56. Fully-adjusted Equity Method Adjustment Don’t forget that one of the desirable properties of using the equity method is that the parent’s net income should be equal to the consolidated net income. If you only adjust for unrealized deferred profit in the consolidation, the consolidated net income will be different from the parent’s income!
  57. Partial Consolidated Worksheet Not the same!
  58. Fully-adjusted Equity Method Adjustment Don’t forget that one of the desirable properties of using the equity method is that the parent’s net income should be equal to the consolidated net income. If you only adjust for unrealized deferred profit in the consolidation, the consolidated net income will be different from the parent’s income! Thus, an actual adjustment on the parent’s books in addition to the worksheet entries above. Like we did for the excess fair value amortization.
  59. Fully-adjusted Equity Method Adjustment Parent NI = Consolidated NI After calculating the unrealized deferred profit, simply make an extra adjustment to back it out. Do this at the same time you record the parent’s share of the sub’s income. Sales $75,000 COGS 60,000 Gross profit $15,000 Inc. from Sub 3,000 NI $18,000 Investment in Sub Income from Sub NI 5,000 5,000 NI 2,000 Unreal GP 2,000 3,000 Reverse next year when this inventory is sold!
  60. Partial Consolidated Worksheet Now they’re the same!
  61. Practice Quiz Question #5 Under the fully adjusted equity method, what is one benefit of making an equity method adjustment to defer unrealized gross profit on inventory transfers? a. Consolidated net income always increases. b. Parent company net income always increases. c. Parent company net income is not equal to consolidated net income. d. Parent company net income equals consolidated net income.
  62. P NCI S Review Exercise Part 1: Downstream Para sold inventory costing $100,000 to its 75%-owned subsidiary, Shute, for $125,000 in 20X8. Shute resold most of this inventory for $230,000 in 20X8. At 12/31/X8, Shute’s balance sheet showed intercompany-acquired inventory on hand of $20,000. 75% 25% Required: Prepare the consolidation entry and/or entries required at 12/31/X8 under the equity method. Since this is a DOWNSTREAM transaction, we don’t share the GP deferral with the NCI.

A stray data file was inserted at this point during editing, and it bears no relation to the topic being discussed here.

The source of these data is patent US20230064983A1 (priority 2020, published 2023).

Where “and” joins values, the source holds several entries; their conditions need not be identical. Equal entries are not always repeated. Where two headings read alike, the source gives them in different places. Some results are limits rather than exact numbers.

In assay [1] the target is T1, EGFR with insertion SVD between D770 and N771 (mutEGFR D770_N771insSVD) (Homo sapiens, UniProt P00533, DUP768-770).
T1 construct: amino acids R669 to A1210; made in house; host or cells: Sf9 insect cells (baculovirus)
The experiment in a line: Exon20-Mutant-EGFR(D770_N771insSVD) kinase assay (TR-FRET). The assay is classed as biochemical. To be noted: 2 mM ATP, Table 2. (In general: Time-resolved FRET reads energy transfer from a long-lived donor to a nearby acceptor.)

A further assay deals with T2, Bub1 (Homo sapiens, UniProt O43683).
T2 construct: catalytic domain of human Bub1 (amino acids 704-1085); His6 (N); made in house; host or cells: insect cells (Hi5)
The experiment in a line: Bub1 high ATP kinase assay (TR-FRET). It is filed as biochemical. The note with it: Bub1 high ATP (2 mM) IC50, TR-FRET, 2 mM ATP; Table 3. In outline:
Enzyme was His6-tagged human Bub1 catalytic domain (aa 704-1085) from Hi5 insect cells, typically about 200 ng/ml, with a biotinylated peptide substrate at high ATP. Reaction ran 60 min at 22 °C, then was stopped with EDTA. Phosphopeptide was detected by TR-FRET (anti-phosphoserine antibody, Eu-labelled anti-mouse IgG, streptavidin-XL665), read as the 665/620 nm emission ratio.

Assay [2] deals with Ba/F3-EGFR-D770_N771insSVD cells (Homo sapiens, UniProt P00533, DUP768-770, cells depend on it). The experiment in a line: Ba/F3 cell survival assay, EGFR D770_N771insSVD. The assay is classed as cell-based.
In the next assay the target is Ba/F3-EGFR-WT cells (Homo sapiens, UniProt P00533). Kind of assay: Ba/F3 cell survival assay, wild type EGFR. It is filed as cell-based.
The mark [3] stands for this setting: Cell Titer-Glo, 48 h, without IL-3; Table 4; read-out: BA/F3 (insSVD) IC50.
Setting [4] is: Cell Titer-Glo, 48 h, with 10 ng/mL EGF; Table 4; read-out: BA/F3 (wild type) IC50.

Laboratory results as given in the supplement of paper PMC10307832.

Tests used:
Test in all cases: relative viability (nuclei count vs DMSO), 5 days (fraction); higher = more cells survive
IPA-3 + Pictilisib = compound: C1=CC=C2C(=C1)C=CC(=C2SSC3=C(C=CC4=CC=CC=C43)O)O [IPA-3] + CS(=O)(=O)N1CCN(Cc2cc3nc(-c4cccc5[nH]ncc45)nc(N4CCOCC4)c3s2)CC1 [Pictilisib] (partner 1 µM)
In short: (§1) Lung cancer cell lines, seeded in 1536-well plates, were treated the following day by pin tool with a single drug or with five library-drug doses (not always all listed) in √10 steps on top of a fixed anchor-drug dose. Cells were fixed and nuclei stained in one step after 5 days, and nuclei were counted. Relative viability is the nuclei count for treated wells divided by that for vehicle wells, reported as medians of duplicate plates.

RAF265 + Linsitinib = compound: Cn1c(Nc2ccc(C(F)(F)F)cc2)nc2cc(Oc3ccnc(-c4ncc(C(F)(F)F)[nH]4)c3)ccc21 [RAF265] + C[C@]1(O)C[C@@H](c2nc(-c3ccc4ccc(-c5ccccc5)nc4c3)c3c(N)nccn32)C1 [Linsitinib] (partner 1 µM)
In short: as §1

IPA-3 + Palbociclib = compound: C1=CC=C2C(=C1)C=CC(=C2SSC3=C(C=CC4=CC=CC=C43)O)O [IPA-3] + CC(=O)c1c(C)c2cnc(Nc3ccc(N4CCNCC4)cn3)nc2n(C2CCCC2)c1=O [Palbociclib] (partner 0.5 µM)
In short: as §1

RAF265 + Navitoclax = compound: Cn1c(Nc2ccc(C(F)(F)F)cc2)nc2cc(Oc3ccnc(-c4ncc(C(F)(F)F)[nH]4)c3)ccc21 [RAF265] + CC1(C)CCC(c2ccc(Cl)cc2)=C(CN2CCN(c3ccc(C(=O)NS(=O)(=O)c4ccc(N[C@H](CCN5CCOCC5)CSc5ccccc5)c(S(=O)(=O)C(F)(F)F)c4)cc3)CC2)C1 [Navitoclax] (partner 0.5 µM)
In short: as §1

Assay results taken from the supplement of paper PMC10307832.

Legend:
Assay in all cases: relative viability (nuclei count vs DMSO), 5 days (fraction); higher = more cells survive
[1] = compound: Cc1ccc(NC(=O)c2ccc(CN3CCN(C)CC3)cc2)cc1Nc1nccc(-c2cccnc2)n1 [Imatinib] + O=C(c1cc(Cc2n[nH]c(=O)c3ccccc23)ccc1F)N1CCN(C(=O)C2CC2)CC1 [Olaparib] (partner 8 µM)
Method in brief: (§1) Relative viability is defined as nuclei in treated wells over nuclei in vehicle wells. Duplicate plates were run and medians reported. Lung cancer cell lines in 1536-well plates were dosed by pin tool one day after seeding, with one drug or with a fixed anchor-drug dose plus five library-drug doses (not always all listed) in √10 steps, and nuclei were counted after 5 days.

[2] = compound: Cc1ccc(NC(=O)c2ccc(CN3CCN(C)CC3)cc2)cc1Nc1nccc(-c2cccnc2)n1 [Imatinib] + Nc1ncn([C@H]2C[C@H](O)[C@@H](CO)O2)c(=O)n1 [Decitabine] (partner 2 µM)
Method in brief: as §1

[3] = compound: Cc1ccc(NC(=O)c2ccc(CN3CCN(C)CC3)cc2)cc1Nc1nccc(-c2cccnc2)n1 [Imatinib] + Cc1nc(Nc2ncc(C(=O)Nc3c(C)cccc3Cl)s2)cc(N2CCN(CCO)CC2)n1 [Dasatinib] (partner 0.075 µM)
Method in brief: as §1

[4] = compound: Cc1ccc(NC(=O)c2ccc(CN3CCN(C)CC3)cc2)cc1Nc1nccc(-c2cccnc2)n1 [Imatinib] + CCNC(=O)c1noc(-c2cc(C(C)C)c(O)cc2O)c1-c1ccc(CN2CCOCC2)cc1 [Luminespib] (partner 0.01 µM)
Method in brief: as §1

63. Review Exercise Part 1: Big Picture Parent Sub $100,000 $125,000 $230,000 Ending Inventory = 20,000 Resold = $105,000 $125,000split
  64. Review Exercise 1: Sale from Parent to Sub to Outsider Get rid of the internal non-arm’s-length transaction! To eliminate sale from Parent to Sub to Outsider: Parent Sub $84,000 $105,000 $230,000
  65. Review Exercise 1: Sale from Parent to Sub (Not Yet Outside) Reverse the entire transaction! To eliminate sale from Parent to Sub, not yet to Outsider: Parent Sub $16,000 $20,000 Sales $20,000 Cost of sales 16,000 Gross profit $ 4,000 Parent’s gross profit is overstated by $4,000 Sub’s inventory is overstated by $4,000
  66. Review Exercise 1: Summary To eliminate sale from Parent to Sub to Outsider: Sales (Parent) Cost of Goods Sold (Sub) To eliminate sale from Parent to Sub, not yet to Outsider: Sales (Parent) Cost of Goods Sold (Parent) Inventory (basis correction) Combine both entries: Sales Cost of Goods Sold Inventory Fully-adjusted Equity Method Entry on Parent’s books: Income from Sub Investment in Sub
  67. Review Exercise Part 1: Short Cut Unrealized GP Worksheet Elimination Entry: Sales Cost of Goods Sold Inventory
  68. Review Exercise 1: Equity Method Entry 93,750 75% NI 75% NI 93,750 4,000 Defer GP 4,000 Investment in Sub Income from Sub Reverse next year!
  69. Review Exercise 1: Equity Method Reversal Next Year Equity Method Adjustment on Parent’s books in 20X7: Income from Sub 4,000 Investment in Sub 4,000 Reversal of 20X7 Deferral on Parent’s books in 20X8: Investment in Sub 4,000 Income from Sub 4,000